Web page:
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Agent says Whitton suspect in disappearance of family

HUNTSVILLE (AP) — A federal agent has testified that Barry Whitton is a suspect in the disappearance of his wife and stepdaughter, who have been missing for about a month, and in the death of his first wife, who was an apparent homicide victim 10 years ago.

FBI Special Agent Curtis Parker testified that during a search of the rural Jackson County home of Whitton, 38, investigators found blood on a hatchet handle and in one of his pickup trucks. Agents also recovered five weapons, including a loaded rifle and shotgun, Parker said.

Investigators have said they originally went to Whitton’s home looking for his wife, Kimberly, 36, and her daughter, Haleigh Culwell, 11, who have not been seen since his wife left her job at a Scottsboro nursing home on June 21.

Parker, testifying at a federal court detention hearing for Whitton Tuesday, said that Whitton is a suspect in their disappearance and in the death of his first wife, Michelle. Her body was found in January 1998 buried under sticks and rocks on a hillside in rural Jackson County. She died as a result of a blow to her head, the agent said, adding that she also had marks on her neck.

At the detention hearing, U.S. Magistrate Judge Harwell G. Davis III denied bond and ordered Whitton continue to be held on a charge that he violated the federal law that makes it a crime for a convicted felon to possess firearms. Whitton was arrested Thursday July 12 at his log home down an isolated dirt road near Section.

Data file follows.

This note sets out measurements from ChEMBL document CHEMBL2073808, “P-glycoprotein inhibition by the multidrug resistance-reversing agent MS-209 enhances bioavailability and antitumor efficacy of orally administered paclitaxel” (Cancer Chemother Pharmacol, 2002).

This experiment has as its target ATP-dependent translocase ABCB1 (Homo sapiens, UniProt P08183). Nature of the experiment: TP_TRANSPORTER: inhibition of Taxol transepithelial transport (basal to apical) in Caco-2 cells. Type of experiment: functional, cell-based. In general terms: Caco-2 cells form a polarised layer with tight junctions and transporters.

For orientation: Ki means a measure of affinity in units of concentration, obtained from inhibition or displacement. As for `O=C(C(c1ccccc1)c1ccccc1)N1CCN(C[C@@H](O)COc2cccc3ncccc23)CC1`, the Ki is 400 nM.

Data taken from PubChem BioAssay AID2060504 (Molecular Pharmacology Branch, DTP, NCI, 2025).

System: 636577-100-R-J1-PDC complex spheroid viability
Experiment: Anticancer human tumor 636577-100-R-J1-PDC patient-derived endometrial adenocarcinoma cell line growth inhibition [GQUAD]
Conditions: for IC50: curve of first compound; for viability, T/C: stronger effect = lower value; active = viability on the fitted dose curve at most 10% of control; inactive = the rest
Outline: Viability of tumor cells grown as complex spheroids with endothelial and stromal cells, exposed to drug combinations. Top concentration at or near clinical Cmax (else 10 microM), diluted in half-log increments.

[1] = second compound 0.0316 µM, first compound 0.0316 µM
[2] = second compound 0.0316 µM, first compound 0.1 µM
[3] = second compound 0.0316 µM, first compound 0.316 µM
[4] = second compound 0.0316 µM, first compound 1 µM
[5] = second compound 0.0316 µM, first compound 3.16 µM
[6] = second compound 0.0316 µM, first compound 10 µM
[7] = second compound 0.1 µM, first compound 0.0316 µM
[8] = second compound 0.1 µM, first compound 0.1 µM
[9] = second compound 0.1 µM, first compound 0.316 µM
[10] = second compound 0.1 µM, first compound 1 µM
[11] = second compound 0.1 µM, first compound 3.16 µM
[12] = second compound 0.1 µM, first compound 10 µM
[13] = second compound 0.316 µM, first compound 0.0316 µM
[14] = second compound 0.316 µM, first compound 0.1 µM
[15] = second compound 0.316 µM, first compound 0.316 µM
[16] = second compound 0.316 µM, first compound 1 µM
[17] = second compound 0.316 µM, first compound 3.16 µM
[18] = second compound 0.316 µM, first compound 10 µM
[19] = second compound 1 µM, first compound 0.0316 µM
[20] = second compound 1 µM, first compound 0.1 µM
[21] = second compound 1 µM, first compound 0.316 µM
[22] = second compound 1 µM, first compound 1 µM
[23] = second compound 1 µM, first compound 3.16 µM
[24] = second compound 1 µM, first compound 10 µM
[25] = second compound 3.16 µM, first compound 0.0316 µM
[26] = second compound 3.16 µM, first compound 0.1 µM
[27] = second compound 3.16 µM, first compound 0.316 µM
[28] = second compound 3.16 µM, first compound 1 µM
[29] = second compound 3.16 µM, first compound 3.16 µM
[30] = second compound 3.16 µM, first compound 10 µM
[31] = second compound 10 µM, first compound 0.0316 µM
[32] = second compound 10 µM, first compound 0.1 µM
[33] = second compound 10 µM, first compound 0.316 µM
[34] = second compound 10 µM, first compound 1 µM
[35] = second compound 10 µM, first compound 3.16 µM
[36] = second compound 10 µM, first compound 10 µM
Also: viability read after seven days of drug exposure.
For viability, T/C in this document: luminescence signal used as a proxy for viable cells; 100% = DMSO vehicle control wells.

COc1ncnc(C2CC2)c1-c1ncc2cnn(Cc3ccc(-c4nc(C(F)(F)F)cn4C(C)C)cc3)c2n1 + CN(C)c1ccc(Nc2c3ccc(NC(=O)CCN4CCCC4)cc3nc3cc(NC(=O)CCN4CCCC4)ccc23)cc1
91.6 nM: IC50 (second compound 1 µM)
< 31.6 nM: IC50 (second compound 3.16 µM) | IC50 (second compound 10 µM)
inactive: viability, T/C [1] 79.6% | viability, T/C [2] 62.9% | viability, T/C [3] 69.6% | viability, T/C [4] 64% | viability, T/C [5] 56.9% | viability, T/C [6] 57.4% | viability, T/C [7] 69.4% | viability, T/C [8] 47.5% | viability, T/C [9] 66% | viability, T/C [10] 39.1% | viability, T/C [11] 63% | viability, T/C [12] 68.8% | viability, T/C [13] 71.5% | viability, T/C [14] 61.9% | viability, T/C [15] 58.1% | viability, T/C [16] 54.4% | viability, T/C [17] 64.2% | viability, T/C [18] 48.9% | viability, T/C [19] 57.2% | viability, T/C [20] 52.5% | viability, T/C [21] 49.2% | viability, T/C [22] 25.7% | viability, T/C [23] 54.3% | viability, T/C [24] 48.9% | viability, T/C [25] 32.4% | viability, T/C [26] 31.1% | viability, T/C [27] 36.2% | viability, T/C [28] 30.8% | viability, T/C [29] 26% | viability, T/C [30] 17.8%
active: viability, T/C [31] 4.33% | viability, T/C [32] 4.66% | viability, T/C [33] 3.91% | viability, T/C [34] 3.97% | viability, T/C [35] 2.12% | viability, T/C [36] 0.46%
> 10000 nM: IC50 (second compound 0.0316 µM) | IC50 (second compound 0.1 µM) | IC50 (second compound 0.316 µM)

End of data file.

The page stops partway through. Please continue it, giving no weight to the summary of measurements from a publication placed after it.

Whitton’s attorney, Bruce Gardner of Huntsville, said he could not reveal what his client has told him, other than “he doesn’t know anything” about what happened to his second wife. Gardner described the case against Whitton as “weak.”

“He hasn’t been arrested in 16 years. This whole thing is about that they think he killed his first wife and ... his second wife,” Gardner said.

The magistrate judge said he was “extremely disturbed” by a 1988 psychological report of Whitton that showed he retaliated against people by torturing and killing their animals.

Jeffrey Purcell, a federal probation officer, testified that he considers Whitton a flight risk and a danger to the community.

Purcell said that in the psychological report Whitton said his solution to dealing with problems and people was to live in the woods away from everyone.

“I’m like a wolf,” he said Whitton told mental health examiners. “I take what I want.”

Purcell said the psychological report was prepared after Whitton was charged with escape and several counts of theft. He said Whitton was not convicted of those charges.

Purcell testified that Whitton said in the report that “when people do something to me, I feel like I got to get them back.”

The psychological report said Whitton told his interviewer that he killed a neigyhbor’s dog and hung its skin on the neighbor’s door knob, the agent said.

Whitton wore wrist and ankle shackles and a red Cullman County jail uniform in court.

Copyright 2005 Associated Press. All rights reserved. This material may not be published, broadcast, rewritten or redistributed.

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